Rational discourse, even handed discussion has its place, for example right here. But art is not it. Certainly dramatic art is, is not it. Now what you hear about Hollywood all the time is crass commercialism, all they care about is, is making money.
Oh Hollywood just obsesses about the bottom line. Now, Hollywood care about the bottom line? Of course it does, but what business doesn’t? That’s not unique to the entertainment business. The dry cleaner at the corner has to make the bottom line.
The insurance business has to meet the bottom line, manufacturing, uh, construction. If you don’t make the bottom line, you're out of business. Everything stands on the bottom line, that’s why it’s called the bottom line. And Hollywood’s interest in the bottom line is no different from any other business enterprise.
And it’s interesting to me that people who consider themselves conservatives and very pro-business, not what I believe is America’s greatest business, which is information and entertainment, which is what I mean when we talk metaphorically about this thing uh, called Hollywood.
So really there is, there’s absolutely nothing unique to that. I think what the problem is has a lot to do with the fact that we are so now inundated with images. We see so much media everywhere you go, even a man at a urinal, excuse me again, will see advertising.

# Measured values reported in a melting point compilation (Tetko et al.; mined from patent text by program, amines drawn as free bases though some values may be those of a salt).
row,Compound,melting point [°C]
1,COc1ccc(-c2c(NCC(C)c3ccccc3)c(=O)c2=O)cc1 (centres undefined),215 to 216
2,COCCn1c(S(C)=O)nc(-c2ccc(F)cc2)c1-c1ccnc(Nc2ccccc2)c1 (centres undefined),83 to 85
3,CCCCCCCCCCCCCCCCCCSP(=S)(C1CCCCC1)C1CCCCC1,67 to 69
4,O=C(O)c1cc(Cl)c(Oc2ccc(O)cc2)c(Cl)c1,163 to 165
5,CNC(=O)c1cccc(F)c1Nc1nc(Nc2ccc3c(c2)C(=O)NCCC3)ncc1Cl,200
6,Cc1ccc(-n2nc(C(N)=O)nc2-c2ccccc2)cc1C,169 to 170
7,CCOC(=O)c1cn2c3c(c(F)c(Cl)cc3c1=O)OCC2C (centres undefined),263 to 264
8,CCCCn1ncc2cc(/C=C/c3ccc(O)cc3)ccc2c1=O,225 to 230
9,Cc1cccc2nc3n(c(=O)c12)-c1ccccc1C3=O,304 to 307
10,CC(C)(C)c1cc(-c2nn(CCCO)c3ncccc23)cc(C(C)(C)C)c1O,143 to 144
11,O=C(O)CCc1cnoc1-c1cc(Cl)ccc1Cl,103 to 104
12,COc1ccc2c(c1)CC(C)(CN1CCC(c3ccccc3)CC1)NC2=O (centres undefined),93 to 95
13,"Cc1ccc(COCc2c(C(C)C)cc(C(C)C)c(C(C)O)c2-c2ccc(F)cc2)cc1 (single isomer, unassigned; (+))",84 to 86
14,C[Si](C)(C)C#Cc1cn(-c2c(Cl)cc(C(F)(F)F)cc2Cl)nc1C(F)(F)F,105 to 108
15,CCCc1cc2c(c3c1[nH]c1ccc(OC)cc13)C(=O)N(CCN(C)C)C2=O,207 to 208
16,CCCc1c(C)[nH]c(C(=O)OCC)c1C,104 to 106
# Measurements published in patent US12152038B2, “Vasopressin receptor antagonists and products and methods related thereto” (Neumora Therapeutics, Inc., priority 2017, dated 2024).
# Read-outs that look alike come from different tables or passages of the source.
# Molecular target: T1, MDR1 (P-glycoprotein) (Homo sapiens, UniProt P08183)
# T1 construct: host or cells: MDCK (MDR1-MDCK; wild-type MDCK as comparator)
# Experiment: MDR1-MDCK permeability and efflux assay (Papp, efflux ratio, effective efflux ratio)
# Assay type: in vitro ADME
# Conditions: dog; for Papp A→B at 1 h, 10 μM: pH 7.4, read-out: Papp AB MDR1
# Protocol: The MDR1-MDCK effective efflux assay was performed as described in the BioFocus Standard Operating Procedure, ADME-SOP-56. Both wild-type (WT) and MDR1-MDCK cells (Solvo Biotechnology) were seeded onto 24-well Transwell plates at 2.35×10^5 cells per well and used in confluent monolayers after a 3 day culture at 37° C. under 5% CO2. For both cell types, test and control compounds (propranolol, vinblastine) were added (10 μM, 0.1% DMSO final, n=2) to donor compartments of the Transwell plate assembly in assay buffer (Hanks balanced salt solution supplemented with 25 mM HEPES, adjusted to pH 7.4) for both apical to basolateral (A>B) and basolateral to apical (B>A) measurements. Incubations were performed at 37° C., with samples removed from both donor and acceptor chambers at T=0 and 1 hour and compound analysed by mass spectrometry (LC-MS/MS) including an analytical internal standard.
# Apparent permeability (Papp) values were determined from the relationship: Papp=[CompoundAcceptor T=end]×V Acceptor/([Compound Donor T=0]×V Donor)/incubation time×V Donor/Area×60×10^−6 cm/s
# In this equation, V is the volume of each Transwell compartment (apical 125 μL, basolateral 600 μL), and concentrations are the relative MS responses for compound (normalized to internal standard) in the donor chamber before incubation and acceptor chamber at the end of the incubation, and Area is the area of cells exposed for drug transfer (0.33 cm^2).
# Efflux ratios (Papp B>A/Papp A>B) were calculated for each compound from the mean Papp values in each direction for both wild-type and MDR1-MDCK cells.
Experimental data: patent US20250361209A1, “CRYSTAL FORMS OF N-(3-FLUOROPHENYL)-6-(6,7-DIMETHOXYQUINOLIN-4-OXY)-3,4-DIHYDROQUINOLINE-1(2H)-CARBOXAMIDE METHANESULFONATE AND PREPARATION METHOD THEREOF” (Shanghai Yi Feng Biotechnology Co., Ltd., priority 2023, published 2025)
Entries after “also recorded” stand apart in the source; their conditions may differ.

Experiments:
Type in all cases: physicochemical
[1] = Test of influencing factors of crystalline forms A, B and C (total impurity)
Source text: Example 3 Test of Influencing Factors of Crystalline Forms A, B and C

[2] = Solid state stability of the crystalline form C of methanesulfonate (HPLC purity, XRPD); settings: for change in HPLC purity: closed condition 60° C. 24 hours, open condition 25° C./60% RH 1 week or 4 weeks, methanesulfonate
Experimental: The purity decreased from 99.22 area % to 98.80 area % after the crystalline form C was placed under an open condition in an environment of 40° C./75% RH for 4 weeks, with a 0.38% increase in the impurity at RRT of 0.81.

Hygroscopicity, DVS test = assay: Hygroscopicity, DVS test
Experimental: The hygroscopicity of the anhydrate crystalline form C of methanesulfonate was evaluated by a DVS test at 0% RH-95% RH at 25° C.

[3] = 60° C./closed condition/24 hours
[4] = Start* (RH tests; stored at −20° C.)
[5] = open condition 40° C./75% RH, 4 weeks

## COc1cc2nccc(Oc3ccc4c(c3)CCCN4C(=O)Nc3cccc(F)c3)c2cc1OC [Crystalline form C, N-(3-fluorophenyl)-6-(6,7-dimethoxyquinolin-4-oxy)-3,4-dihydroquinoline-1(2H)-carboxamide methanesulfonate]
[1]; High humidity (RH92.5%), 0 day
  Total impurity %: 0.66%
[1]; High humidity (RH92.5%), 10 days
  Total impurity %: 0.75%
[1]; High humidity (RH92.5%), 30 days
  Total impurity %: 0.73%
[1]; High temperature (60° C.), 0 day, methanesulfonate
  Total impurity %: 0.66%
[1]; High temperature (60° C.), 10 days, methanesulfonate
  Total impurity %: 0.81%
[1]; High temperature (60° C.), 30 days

I’ve even seen digital screens. Um, a guy my age has plenty of time, let me tell you [LAUGHTER] to look at all of that stuff. And we can’t tell any longer the difference between what’s real and what’s not. There’s no more East and West. You go to Beijing and you can be in, in uh, you know, at Banana Republic and J. Crew.
There’s no more men and women, that is to say, women do what men used to do and vice versa. Uh, no more renters and landlords. I know there are but in another generation it was, it, it, it was like that. Now it really, for many of us, maybe most of us in this room, it is not.
I think people can’t tell the difference any longer between images and the actual things that the images represent. I was approached by a boxing, the management for a boxer, a very famous prizefighter. It doesn’t matter who it is, his initials are Evander Holyfield. [LAUGHTER] And they wanted him to move into an acting career and they were looking for material because I see a lot of new screenplays by a lot of new writers.